It is crucial we grasp the what and why of our indignation if Christians are going to have victory over it in our own lives and are to engage effectively in this world. In this respect, we need to not only understand what causes outrage in this culture but how Christians have contributed to, if not led the way, in perpetuating it. The first cause of our outrage stems from the increasing polarization of American society, both in terms of religion and politics. Most scholars agree that America has undergone a significant cultural shift that began in the 1990s and has accelerated over the past 15 years. This shift, defined in part by the decline in a religious consensus around nominal Protestantism, has produced a far more fragmented culture with countless communities all vying for a seat at the cultural table.
In addition, rapid societal and demographic changes have led to increasing division and distrust among members of America’s major political parties. The second cause lies in the unprecedented advance of technology that has completely altered almost every facet of our daily lives in less than a generation. (Nobody had an iPhone on June 28, 2007, but the world was inalterably changed the next day. Now, no one—my daughters tell me, no one—can live without a smartphone.) While this technology is a massive blessing in many ways, it carries major challenges. For many of us, technology such as social media is the primary means by which we engage the world.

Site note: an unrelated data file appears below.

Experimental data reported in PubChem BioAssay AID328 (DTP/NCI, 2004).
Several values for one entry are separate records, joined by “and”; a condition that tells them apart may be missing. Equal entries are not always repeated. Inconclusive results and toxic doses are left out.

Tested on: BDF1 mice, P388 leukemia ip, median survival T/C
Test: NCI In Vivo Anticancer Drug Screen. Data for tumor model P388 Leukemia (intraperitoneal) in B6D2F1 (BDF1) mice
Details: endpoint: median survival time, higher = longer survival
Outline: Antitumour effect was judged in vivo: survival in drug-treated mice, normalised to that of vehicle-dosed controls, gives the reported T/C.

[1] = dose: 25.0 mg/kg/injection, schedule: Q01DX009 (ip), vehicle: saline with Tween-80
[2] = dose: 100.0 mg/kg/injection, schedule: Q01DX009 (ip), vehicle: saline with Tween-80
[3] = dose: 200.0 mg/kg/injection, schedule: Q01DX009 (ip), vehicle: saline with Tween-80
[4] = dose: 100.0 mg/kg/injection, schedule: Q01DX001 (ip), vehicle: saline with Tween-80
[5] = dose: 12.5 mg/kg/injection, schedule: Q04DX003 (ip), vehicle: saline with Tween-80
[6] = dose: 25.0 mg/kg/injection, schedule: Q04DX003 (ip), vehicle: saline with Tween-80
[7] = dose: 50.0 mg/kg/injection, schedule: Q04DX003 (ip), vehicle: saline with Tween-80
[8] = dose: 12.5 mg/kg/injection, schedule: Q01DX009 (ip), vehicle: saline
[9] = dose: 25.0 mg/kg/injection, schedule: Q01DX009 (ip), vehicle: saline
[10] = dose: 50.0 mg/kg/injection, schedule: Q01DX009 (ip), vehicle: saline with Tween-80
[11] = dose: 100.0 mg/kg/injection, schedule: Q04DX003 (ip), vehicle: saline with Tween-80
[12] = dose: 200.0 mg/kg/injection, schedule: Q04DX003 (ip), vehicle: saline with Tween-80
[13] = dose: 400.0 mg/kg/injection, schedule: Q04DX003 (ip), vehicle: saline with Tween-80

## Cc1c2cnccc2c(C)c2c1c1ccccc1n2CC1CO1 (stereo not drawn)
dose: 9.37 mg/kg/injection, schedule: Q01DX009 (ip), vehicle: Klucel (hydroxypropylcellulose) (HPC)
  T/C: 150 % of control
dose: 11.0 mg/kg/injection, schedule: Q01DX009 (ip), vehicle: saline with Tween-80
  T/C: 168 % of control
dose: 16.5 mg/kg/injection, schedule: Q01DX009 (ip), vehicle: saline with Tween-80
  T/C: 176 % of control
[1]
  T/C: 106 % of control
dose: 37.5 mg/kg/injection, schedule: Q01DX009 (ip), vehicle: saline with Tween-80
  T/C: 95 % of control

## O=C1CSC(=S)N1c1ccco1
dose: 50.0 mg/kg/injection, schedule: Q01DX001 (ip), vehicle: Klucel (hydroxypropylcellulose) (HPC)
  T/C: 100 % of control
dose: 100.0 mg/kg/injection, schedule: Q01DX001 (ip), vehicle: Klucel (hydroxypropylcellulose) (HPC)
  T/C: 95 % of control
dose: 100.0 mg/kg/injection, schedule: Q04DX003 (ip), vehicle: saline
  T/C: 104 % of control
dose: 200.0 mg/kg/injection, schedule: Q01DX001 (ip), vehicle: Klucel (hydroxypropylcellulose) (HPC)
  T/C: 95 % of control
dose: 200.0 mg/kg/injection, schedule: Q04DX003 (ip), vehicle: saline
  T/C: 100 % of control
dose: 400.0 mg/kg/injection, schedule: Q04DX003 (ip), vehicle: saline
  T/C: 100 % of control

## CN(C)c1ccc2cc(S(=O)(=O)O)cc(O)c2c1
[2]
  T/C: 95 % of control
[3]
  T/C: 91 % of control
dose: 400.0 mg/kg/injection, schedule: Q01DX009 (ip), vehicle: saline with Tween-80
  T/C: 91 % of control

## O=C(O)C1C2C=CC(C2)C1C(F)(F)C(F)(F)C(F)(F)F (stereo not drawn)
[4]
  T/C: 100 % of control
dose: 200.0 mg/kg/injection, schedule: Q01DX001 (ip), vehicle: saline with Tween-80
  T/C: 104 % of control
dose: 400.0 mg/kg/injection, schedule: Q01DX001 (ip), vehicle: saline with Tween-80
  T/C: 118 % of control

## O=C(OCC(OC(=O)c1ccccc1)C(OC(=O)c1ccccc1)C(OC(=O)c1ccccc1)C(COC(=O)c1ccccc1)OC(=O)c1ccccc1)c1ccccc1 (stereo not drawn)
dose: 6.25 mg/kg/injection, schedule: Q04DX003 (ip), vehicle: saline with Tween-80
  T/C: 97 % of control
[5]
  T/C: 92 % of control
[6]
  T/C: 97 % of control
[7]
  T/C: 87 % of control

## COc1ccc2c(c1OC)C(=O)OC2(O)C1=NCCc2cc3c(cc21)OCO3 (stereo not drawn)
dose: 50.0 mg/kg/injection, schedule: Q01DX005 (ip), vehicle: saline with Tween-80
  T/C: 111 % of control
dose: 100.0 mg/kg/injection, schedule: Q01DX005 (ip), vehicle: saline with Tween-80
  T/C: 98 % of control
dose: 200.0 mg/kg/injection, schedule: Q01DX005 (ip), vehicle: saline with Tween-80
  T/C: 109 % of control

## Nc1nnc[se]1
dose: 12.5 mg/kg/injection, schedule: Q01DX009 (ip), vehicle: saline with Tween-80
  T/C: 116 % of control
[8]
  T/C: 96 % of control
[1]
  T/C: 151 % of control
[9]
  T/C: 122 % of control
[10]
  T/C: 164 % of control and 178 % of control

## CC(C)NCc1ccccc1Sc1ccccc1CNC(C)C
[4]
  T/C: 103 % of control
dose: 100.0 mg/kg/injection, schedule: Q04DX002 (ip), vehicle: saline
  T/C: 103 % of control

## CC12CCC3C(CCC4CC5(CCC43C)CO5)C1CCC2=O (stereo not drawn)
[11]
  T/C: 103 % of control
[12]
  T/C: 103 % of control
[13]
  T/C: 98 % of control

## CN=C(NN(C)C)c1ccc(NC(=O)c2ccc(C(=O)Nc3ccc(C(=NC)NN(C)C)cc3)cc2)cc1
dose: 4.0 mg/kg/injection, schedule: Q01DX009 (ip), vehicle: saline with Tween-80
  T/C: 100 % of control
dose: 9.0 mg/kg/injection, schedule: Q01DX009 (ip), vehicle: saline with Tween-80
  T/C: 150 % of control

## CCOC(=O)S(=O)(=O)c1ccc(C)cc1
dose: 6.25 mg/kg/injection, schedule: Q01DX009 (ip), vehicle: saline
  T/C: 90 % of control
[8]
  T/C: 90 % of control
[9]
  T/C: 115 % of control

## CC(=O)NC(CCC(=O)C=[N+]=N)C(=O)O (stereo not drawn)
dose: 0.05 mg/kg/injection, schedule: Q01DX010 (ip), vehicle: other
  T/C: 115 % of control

Christians need to move from contributing to the age of outrage to effectively engaging it with the gospel. I’m convinced that this is, indeed, one of the greatest challenges of our day. Now to be fair, our challenges are a lot less threatening than those faced in previous centuries—there are no stakes upon which we might be impaled. But the stakes are still high. They impact how and if we can engage this moment well for the cause of Christ and his Kingdom.
And while some Christians have clearly contributed to the problem, Christianity should not be defined by the crazy and caustic representatives we see on cable news. All over the world, the majority of Christians are already bringing their best in building the Kingdom of God. While we need to face head-on the areas where we need to grow, we must also reject the self-loathing all too common among American Christians.
And by the way, Starbucks employees were never told they could not say Merry Christmas. But that’s not their job anyway—that’s our job.
Adapted from Christians in the Age of Outrage: How to Bring Our Best When the World Is at Its Worst by Ed Stetzer. Copyright © 2018. Used by permission of Tyndale House Publishers, Inc. All rights reserved.
Ed Stetzer holds the Billy Graham Distinguished Chair for Church, Mission, and Evangelism at Wheaton College, where he also serves as executive director of the Billy Graham Center. Stetzer has two earned doctorates and two master’s degrees, and has written or cowritten more than a dozen books and hundreds of articles. He is the director for Lausanne North America and is on the board of the National Association of Evangelicals. Stetzer is a contributing editor for Christianity Today and is the executive editor of The Gospel Project, a Bible study curriculum used by more than one million people each week.